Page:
Steamed pork dumplings known as Siu Mai is another popular dumpling. A good Siu Mai will have the right combination of lean meat and fat that is tender and flavoursome.
Chicken dumplings are normally found in halal dim sum restaurant. Here the pork meat is replaced with chicken meat so that the Muslims can enjoy this Chinese delicacy.
Siu Loong Bao
Siu Loong Bao as pronounced in Cantonese or Xiao Loong Bao in Mandarin is steamed dumpling with soup and pork in it. Siu means small or little and Loong means basket or cage. Chinese dishes always have fancy beautiful name to highlight a dish. In this case, I guess this dish got its name because of the bao (bun) placed in small bamboo basket or it symbolises a little cage with soup and meat trap in it. At the moment, this dish is not available in every restaurant. You normally find this dish in restaurants selling Hong Kong dim sum.
Chinese Steamed Buns
Steamed buns come in 2 different sizes. Small bun is called Sai Bao and big bun is called Tai Bao in Cantonese. Small buns have a variety of fillings with names such as Char Siu, Lin Yoong and Tau Sar while Tai Bao comes with one type of filling only.
Char Siu Bao
Steamed pork buns known as Char Siu Bao is a popular steamed bun. A yummy steamed pork bun must have white, fluffy and soft bun with tender, juicy pork meat as filling. Meat filling must be generous with the right combination of fat and lean meat that is tender and juicy.
Lin Yoong Bao
This bun has a sweet filling that is made from lotus seed paste.
Tau Sar Bao
Tau Sar Bao has filling made from sweet red bean paste.
Most of the big buns have fillings such as pork meat, chicken meat, Chinese mushroom, turnip, boiled egg, and Chinese sausage in it.
Porridge Congee or rice porridge is commonly known as porridge in Malaysia. Pork congee with century egg is the popular one and other porridge ingredients used include salted egg, fish or chicken. Often, porridge is served with spring onion and ginger slices. Sometimes you may find some delightful small pieces of Yau Char Kuai (Chinese cruller) accompanying this dish. Porridge is a good choice for kids because it has carbohydrate and protein all in one meal. It’s good to fill the stomach of big eaters as well.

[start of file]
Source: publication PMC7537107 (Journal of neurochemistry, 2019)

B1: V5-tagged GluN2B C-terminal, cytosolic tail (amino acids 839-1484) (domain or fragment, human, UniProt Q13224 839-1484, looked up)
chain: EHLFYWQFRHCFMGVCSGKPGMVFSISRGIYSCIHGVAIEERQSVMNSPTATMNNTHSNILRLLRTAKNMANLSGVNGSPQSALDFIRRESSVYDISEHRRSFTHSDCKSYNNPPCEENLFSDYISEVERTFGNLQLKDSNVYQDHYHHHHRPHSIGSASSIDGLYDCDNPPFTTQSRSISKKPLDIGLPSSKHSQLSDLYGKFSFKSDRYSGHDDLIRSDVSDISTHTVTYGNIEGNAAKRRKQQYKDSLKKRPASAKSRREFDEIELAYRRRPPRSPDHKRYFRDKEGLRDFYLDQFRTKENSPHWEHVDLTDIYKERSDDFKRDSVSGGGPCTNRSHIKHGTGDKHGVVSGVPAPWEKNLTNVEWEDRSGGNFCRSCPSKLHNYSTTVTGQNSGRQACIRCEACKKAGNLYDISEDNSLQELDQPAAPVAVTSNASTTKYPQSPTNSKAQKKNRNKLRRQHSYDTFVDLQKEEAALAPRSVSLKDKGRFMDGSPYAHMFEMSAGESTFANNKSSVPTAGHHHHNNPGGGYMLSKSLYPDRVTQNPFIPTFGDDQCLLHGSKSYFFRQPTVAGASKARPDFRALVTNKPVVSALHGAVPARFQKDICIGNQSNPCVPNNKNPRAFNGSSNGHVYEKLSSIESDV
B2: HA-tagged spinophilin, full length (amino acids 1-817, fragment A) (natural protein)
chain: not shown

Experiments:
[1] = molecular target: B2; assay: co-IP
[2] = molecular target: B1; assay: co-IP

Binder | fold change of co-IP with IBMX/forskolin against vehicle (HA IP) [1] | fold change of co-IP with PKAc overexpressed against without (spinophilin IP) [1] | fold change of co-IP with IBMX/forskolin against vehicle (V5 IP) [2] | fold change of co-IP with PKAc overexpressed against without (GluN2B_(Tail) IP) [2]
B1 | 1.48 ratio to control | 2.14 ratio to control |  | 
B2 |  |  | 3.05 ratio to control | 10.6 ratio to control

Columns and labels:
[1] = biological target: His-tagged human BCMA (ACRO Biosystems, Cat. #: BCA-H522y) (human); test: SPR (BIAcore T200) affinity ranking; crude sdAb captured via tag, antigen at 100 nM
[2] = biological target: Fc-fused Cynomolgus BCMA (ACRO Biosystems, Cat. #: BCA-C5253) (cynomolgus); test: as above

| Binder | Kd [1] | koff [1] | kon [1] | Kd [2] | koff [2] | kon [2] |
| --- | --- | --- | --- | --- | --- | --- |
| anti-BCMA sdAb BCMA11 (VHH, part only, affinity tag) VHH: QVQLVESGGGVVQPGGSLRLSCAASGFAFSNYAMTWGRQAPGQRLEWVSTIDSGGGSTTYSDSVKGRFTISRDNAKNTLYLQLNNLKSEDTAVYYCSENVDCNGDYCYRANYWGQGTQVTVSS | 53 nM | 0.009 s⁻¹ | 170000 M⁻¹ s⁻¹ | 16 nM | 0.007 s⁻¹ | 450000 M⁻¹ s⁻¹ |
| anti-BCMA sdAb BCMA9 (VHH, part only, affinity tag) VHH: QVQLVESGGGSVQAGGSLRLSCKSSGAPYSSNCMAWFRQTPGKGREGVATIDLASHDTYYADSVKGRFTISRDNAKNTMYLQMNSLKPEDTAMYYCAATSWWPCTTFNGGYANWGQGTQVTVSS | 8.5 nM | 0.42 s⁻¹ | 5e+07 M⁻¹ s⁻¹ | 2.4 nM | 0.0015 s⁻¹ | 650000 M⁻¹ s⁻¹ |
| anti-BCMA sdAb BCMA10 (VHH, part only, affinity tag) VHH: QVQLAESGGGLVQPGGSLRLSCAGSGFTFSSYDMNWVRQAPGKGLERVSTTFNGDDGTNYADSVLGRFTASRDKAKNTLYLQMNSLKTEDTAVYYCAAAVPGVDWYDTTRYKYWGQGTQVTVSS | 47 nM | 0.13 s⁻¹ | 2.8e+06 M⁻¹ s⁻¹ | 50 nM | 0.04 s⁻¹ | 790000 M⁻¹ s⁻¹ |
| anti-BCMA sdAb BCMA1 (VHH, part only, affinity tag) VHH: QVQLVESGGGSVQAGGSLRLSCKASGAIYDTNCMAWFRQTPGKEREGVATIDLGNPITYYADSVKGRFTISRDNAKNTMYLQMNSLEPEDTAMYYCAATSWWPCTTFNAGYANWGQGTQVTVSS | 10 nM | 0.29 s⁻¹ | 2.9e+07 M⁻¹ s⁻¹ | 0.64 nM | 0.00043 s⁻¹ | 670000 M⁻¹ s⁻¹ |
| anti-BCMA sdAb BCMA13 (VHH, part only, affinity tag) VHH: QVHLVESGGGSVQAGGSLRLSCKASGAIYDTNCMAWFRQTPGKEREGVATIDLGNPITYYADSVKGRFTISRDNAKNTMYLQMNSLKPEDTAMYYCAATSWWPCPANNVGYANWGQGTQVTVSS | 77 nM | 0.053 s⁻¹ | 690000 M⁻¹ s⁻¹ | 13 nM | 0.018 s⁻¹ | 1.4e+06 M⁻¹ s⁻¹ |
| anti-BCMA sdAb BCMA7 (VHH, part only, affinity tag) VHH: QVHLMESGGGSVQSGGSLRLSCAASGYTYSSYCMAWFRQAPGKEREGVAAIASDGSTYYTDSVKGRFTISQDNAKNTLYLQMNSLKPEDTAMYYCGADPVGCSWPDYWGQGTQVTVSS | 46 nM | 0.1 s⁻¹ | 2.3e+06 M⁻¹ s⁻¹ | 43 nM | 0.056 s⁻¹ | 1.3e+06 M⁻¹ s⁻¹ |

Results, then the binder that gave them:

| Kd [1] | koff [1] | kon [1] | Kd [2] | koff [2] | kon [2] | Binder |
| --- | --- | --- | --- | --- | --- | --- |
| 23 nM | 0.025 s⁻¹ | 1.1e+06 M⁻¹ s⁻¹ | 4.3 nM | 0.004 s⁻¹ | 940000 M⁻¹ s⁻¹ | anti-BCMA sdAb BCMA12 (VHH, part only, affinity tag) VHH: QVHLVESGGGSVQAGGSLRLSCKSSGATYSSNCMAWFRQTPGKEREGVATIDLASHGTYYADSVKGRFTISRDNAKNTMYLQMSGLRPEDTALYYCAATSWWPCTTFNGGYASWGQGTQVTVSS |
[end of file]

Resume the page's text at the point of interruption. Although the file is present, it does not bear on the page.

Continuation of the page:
Loh Mai Kai
(Chicken Glutinous Rice) Loh Mai Kai is made from sticky rice or glutinous rice as commonly called in Malaysia. In direct Cantonese translation, Loh Mai means sticky/glutinous rice and Kai means chicken. As indicated by the name, the main ingredient of Loh Mai Kai is chicken meat with Chinese mushroom and sweet Chinese sausage as other ingredients used. A good Loh Mai Kai must be steamed to perfection with soft rice (not too soft) and smooth tender chicken meat with soft Chinese mushroom. It can have a little oil in the rice but not too oily.
Hor Yip Fun (Lotus Leaf Glutinous Rice) Hor Yip Fun is a different version of Loh Mai Kai. It is made from sticky rice/glutinous rice wrapped in lotus leaf. Therefore it has a nice lotus leaf aroma infused in the rice. Once unwrapped you will find dried shrimp, pork, Chinese mushroom, Chinese sausage and salted egg yolk which add a rich taste to it.
This is another favourite of small children. There are 2 types of fish balls. Steamed fish ball is called Yue Mai in Cantonese and fried fish ball is called Chau Yue Ton. You will find steamed white fish balls softer and the fried version which is brown in colour a little springy.
Chee Cheung Fun
(Rice Rolls) Chee Cheong Fun is actually steamed rice roll. Chee Cheong means pig’s intestine and Fun is usually used for noodles made from rice flour or starch. Why pig’s intestine? If you see the original shape of Chee Cheung Fun you will know why. It has the shape of intestine formed from rolling thin rice sheet. In dim sum restaurants, they sell Hong Kong Chee Cheung Fun which is flat instead of round in shape and with filling in it. Fillings include prawn or Char Siu (barbequed pork). This rice roll is then douse with a special soya sauce and come with a little spicy chilli paste mixed with dry shrimp. Eat your Cheung Fun with a little of this paste to enhance this dish. For the best of both worlds try the combination of prawn and Char Siu filling. You get sweet juicy Char Siu and the crunchy tasty prawn.
I guess the name for this dish is the most confusing one. Some call it radish cake and some called it Chinese turnip cake or turnip cake. Which is which? Let me explain… In Cantonese dialect, there are two types of Lor Pak. (The “a” in “pak” pronounced as in “a” found in the word “park”) Pak Lor Pak directly translates into white carrot which is radish and Hung Lor Pak means red carrot. These two “carrots” are known as Lor Pak as both look similar but different in colour. So Lor Pak Kou means white carrot cake literally. How the word turnip came around? I have no idea. Maybe someone knowledgeable could tell me? Lor Pak Kou is one of my favourites. It is steamed radish cake with dried shrimp. Good radish cakes are steamed and pan-fried lightly with oil. Dipped in a little sauce and it taste heavenly.
Taro Dumpling/Yam Dumpling
This dish is called Wu Kok in Cantonese. Wu Kok has a crispy outer layer with soft yam inside. It has pork filling in it. A good yam texture must not be too soft and have the “powdery texture” being a term used by the Chinese. I like to clarify something here. Taro is known as yam in Singapore and Malaysia. However yam in United States I was told, refers to another root which is called sweet potato here. This is so confusing. Just remember to say yam when you are here, ok?